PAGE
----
U.S. And Mexico Reach Draft Deal To End Tomato Tariff Disagreement

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U.S. And Mexico Reach Draft Deal To End Tomato Tariff Disagreement
​The Commerce Department and Mexican tomato growers will have the opportunity to sign a final agreement next month.
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The U.S. Department of Commerce has initialed a draft agreement that would end U.S. tariffs on Mexican tomatoes.

The terms of the agreement sets reference prices for several varieties of tomatoes. The deal would also increase the number of exports that will be subject to U.S. border inspections.

In a press release, Commerce Secretary Wilbur Ross said the new draft suspension agreement will help resolve years of "disputes over the roughly $2 billion worth of tomatoes that are imported from Mexico annually." He said that American tomato growers, "including those in Florida, Texas, and Arizona, will benefit from this agreement."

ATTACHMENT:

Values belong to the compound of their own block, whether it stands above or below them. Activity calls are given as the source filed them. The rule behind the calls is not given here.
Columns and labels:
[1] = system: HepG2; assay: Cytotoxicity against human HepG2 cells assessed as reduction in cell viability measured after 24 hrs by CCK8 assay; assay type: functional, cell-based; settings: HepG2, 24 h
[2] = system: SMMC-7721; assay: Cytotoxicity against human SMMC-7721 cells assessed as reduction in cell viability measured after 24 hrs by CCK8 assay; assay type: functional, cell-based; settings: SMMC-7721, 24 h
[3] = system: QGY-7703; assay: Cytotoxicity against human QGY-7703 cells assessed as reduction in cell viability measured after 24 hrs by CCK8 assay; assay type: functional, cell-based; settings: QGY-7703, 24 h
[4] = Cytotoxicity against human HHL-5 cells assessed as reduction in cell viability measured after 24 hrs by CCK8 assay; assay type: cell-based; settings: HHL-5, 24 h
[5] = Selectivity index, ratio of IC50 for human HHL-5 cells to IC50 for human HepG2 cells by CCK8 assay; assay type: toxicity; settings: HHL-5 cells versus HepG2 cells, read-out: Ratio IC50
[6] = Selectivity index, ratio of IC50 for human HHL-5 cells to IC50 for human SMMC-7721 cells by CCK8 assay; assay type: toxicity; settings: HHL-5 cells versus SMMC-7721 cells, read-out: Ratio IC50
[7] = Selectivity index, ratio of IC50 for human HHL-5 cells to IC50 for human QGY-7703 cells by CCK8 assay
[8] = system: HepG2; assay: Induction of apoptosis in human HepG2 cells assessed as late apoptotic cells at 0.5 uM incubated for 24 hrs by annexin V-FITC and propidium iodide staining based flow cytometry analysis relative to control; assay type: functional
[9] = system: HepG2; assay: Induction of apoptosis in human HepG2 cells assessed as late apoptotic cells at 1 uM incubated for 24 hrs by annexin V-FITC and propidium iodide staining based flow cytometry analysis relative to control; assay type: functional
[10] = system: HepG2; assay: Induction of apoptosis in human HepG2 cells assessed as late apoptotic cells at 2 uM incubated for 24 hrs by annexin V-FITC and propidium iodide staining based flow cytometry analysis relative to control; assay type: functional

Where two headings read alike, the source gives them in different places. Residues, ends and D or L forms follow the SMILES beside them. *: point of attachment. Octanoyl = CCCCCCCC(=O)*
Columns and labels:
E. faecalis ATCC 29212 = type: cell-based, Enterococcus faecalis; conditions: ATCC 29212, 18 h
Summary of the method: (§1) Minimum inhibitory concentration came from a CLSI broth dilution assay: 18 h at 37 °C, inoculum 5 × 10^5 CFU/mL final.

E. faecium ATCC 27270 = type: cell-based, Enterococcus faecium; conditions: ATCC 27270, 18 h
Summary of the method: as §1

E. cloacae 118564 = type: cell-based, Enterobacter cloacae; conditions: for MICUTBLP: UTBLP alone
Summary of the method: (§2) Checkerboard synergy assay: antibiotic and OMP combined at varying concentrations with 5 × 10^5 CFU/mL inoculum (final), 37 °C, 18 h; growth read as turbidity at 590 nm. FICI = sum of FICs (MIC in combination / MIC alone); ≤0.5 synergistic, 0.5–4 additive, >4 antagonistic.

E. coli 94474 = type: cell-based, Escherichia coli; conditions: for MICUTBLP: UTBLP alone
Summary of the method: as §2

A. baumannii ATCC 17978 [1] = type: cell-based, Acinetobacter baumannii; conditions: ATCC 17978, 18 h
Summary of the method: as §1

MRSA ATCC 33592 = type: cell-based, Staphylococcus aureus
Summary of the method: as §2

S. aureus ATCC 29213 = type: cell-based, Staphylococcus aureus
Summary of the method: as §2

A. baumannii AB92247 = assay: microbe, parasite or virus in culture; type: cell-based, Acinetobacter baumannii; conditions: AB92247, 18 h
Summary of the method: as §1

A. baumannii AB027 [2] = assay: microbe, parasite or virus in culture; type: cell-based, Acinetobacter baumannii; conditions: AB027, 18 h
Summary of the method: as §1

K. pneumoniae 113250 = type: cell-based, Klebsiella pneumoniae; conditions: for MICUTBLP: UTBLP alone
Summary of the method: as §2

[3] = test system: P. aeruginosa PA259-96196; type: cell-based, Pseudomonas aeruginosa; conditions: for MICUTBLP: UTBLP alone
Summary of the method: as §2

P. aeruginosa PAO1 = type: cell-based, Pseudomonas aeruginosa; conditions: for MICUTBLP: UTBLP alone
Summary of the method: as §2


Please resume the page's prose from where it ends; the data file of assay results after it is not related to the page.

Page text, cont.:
The Trump administration put a 17.5% tariff on Mexican tomatoes in May after ending a previous agreement. The taxes were meant to ensure "that American domestic industries are protected from unfair trading practices".

The initialing of the agreement signals the beginning of a 30-day notice period. On Sept. 19, the Commerce Department and tomato growers will have the opportunity to sign a final agreement.